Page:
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Tampa joins national coalition to drive federal policy on affordable housing, homelessness

The city of Tampa joined last week a coalition of national Mayors and CEOs aiming to show that housing and homelessness is an investment, not an expense. 

The group Mayors & CEOS for U.S. Housing is a first of its kind coalition of local government and business leaders compiled to further efforts to establish public-private partnerships in cities that can address affordable housing and homelessness and collectively oppose funding cuts. 

The group includes Mayors and business leaders from Arizona, California, Colorado, the District of Columbia, Florida, Georgia, Indiana, North Carolina, Oregon, Pennsylvania and Washington.

“One of my first budget actions is enabling housing that Tampa can afford by focusing on smart growth, affordable housing down payments and assistance, increasing new housing stock and affordable rental opportunities and through new programs to lower housing costs through rehabilitation and energy conservation,” Tampa Mayor Jane Castor said. “But these local initiatives are not enough to address the nationally systemic issues of affordability and lack of supply. Tampa and all U.S. cities need the federal government as our partner at the core of the U.S. housing system, pledging to invest in housing that residents of Tampa and all American cities can afford. This growing coalition is the right venue for us to push for that change.”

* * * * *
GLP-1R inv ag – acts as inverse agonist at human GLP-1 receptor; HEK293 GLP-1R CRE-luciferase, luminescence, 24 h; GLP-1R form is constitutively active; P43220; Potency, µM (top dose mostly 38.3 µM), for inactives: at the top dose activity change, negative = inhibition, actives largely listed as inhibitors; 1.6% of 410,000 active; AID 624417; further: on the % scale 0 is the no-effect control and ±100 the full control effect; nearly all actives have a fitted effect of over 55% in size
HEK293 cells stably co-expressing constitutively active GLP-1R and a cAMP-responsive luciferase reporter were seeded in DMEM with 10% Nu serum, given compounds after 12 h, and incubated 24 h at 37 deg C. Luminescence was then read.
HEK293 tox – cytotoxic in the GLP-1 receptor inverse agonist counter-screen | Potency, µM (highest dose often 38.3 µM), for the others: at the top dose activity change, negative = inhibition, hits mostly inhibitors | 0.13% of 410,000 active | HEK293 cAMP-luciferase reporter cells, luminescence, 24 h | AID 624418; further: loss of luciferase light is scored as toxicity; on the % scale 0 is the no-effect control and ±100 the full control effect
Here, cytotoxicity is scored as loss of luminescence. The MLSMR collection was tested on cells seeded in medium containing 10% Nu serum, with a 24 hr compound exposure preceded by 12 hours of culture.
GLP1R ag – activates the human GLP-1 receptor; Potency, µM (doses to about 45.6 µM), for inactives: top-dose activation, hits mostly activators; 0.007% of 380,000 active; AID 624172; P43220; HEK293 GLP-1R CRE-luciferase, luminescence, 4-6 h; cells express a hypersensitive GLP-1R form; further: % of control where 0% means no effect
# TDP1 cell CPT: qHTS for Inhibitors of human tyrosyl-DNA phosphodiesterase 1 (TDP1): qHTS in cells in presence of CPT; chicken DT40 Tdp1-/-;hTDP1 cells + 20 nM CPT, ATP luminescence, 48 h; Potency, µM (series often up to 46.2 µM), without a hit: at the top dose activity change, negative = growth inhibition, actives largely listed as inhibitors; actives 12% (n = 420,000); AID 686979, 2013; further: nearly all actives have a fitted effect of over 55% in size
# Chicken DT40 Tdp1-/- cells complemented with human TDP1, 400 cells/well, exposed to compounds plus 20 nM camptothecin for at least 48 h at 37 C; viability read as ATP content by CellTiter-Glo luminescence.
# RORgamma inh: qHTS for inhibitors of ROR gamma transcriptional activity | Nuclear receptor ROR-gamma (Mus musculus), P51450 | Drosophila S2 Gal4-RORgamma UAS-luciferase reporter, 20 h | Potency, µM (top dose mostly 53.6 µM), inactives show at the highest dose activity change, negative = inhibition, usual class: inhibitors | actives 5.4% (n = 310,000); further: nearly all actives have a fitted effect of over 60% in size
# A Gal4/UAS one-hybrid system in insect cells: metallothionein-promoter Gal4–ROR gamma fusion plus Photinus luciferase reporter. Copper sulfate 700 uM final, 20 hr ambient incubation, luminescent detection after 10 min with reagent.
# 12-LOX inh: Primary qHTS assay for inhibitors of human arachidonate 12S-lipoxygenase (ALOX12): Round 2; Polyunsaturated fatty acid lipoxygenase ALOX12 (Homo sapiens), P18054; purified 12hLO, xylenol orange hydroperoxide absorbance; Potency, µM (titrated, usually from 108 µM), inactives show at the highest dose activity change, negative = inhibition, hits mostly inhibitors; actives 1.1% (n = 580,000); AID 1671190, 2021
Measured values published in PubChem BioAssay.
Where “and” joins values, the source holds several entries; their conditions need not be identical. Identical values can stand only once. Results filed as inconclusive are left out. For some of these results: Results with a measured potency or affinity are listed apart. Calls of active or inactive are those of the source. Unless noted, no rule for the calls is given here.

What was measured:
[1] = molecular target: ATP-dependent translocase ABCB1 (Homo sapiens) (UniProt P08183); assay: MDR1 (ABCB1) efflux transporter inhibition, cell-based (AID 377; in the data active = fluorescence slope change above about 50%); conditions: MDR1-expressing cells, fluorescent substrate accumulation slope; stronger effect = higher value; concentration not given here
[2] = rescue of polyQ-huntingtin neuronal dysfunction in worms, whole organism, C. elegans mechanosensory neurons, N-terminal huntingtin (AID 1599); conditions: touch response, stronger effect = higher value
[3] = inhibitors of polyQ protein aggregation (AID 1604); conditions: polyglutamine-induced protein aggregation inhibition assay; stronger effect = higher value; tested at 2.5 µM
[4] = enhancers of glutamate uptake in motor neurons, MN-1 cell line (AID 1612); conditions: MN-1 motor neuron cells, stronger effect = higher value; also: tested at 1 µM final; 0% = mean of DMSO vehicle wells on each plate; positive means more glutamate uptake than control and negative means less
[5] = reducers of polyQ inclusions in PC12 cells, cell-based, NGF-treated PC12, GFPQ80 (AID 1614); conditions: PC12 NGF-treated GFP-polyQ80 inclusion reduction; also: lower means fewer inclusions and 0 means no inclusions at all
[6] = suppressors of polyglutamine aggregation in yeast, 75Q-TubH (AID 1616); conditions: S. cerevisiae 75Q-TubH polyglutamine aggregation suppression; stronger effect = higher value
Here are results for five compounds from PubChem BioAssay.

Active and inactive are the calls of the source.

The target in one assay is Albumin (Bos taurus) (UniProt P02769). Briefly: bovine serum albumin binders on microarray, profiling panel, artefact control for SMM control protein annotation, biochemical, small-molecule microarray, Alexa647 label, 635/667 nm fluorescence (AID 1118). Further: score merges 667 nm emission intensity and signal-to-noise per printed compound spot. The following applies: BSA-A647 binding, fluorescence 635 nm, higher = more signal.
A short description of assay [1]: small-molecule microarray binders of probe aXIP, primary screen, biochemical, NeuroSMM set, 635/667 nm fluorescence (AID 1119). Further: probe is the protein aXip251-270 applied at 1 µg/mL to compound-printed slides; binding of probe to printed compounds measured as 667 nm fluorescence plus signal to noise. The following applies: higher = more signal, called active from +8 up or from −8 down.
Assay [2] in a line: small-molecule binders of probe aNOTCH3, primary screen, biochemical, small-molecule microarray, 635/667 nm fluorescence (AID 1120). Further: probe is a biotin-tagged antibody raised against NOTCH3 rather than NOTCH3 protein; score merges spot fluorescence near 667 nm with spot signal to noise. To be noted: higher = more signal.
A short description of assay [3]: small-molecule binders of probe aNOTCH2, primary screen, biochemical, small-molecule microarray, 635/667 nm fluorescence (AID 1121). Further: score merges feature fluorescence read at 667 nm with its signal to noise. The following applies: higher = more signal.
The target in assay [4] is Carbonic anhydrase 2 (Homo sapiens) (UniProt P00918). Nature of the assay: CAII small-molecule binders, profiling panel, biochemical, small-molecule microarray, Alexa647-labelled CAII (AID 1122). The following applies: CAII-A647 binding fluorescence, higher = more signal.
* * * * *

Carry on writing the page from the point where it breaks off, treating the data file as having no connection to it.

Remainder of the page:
The new group makes the argument housing is a pro-family, pro-jobs, patriotic investment for the federal government. The group references a National Association of Home Builders study showing that innovative investing in and building of 100 affordable rental homes can generate more than $11 million in local income, $2 million in tax and other revenue for local governments and create more than 160 local jobs. That’s all just in the first year. 

The National Low Income Housing Coalition also found that investment bears dividends economically and socially. For every additional year a child spends in a better neighborhood environment, their economic outcome as an adult improves, which extends their benefit to the community.

The group also aims to encourage national dialogue promoting funding for housing projects and entice private sector partners to the table so to increase awareness of how investing in communities provides dividends by creating economic growth, building a stronger workforce and establishing a more fiscally sustainable city. 

The group will also serve as an advocacy arm to influence policy at the federal level and reinforce the federal government’s role as a vital housing and homelessness partner.   

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